CANADIAN RAILWAY OFFICE OF ARBITRATION

CASE NO. 1910

Heard at Montreal, Wednesday, 12 April 1989

Concerning

ONTARIO NORTHLAND RAILWAY

And

CANADIAN BROTHERHOOD OF RAILWAY, TRANSPORT AND GENERAL WORKERS

DISPUTE:

The Union claims that work normally performed by their members was awarded to the Brotherhood of Railway Carmen.

JOINT STATEMENT OF ISSUE:

On June 27, 1988, it was brought to the attention of the Union that the Car Department personnel were performing the task of rebanding carloads of lumber that had shifted or broken bands in transit.

The Union contends that this rebanding of loads has always been the responsibility of the C.B.R.T. and G.W. claiming that the Company violated Article 2.6 of the Collective Agreement.

A resolution was not achieved in the grievance procedure.

FOR THE BROTHERHOOD: FOR THE COMPANY:

(SGD) M. PITCHER (SGD) P.A. DYMENT

Representative General Manager

There appeared on behalf of the Company:

M. Restoule Labour Relations Offier, North Bay

D. Haggar Superintendent, Train Operations, North Bay

And on behalf of the Brotherhood:

M. PitcherRepresentative, Toronto

 

AWARD OF THE ARBITRATOR

The position of the Brotherhood in the instant grievance is premised on the implicit assertion that it has exclusive jurisdiction over the work in dispute. While it is not disputed that for a number of years the rebanding of damaged loads of lumber was done by bargaining unit employees, I cannot conclude, on the basis of the material before me, that the job descriptions appearing in Article 2 of the Collective Agreement, relied upon in part by the Brotherhood, are intended as an agreed assignment of exclusive jurisdiction over the work so described. Such a conclusion would, in my view, require clear and unequivocal language to that effect.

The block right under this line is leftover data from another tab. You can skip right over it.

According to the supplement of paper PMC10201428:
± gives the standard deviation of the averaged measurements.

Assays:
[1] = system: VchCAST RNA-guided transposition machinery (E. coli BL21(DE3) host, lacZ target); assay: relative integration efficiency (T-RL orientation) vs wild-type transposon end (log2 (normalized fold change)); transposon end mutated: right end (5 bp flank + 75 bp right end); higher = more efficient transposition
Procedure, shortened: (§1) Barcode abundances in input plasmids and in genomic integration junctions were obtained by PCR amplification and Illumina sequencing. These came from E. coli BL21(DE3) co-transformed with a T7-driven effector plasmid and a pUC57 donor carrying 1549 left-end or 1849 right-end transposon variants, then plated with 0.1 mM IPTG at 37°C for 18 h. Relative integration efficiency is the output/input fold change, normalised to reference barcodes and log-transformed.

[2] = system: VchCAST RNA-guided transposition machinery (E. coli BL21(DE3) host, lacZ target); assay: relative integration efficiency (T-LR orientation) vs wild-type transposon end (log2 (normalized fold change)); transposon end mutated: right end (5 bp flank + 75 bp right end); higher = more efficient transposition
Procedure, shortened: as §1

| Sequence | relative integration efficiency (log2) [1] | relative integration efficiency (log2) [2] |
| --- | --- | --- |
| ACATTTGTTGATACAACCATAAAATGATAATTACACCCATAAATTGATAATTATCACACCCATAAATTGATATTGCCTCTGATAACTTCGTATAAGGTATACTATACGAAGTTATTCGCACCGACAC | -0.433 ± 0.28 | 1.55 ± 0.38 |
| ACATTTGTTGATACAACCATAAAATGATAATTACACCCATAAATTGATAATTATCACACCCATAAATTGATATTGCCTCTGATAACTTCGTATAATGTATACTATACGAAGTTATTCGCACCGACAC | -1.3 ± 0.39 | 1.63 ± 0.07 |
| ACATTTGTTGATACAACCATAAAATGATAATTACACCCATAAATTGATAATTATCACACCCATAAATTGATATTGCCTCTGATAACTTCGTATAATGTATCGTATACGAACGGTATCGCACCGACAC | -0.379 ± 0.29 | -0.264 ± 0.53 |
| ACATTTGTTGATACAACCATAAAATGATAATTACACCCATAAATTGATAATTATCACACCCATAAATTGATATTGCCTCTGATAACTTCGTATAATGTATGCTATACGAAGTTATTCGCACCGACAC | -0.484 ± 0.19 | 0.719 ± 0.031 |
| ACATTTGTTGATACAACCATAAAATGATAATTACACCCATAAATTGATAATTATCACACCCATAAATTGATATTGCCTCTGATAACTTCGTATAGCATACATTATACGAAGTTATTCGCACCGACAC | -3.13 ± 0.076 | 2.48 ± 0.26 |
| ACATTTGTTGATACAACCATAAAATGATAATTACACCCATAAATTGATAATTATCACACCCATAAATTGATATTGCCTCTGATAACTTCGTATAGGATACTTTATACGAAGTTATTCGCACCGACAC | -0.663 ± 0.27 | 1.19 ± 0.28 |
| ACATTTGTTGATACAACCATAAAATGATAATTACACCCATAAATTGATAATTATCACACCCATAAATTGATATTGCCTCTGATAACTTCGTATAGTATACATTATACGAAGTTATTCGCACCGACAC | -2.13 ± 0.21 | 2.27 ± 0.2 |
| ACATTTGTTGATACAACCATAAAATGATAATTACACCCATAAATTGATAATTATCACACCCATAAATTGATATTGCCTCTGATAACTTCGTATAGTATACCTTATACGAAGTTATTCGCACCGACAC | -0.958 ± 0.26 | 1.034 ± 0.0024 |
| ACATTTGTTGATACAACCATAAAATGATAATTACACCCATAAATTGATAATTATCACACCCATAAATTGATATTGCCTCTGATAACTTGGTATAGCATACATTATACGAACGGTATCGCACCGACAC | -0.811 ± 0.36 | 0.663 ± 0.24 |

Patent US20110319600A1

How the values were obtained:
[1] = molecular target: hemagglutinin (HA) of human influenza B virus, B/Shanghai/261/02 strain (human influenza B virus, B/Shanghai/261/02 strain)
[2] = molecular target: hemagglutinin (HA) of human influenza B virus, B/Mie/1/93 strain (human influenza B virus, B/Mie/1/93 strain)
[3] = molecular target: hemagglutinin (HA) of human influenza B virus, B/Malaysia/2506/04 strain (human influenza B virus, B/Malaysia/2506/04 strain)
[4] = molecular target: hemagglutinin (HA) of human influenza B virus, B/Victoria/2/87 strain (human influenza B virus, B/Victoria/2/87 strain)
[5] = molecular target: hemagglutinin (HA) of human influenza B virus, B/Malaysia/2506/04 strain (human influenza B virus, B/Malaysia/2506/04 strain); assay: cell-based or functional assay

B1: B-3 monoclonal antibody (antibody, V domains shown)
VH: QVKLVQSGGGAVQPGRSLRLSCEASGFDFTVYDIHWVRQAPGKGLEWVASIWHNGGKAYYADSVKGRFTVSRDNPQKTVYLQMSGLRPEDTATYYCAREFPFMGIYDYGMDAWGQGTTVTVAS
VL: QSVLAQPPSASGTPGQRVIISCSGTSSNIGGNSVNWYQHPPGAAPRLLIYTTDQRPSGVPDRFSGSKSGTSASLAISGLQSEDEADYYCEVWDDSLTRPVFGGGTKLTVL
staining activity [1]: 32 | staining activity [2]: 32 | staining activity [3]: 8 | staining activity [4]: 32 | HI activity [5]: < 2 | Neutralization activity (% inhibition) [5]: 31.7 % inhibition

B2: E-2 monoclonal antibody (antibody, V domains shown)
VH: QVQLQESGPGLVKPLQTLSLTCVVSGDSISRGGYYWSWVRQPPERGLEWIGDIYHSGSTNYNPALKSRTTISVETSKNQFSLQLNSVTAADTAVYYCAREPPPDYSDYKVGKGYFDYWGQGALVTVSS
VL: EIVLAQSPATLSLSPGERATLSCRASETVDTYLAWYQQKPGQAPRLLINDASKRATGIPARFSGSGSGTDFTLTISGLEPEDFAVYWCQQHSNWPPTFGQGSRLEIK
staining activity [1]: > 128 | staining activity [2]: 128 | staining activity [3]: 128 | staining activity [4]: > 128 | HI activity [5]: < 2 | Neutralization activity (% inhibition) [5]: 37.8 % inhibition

The descriptions in Article 2 are, in my view, intended to clarify the delineation of workers in the bargaining unit for the purposes of classification and wages. For example, the definition of clerical workers as employees who regularly devote not less than four hours per day to writing and calculating for the purposes of keeping records and similar work cannot easily be construed is intended to provide a clear definition of an area of exclusive work jurisdiction.

The second argument advanced by the Brotherhood is to the effect that the Company's action in assigning the rebanding work to carmen within its employment amounts to a contracting out in violation of the prohibition against contracting out contained within the appendices of the Collective Agreement. With this submission I cannot agree. Contracting out is well understood to generally involve the assignment of work to the employees of another employer. That is, in the strictest terms, what occurred in CROA 713. In that case even though the contracting out was to a subsidiary of the employer, the arbitrator found that the prohibition had been violated. In the instant case the work in question which, as noted, has not been defined under the Collective Agreement as exclusively belonging to the Union, was reassigned to other employees of the Company. In the circumstances I can find no contracting out and, therefore, no violation of the prohibition against it found within the appendices of the Collective Agreement.

For these reasons the grievance must be dismissed.

April 14, 1989 (Sgd.) MICHEL G. PICHER

ARBITRATOR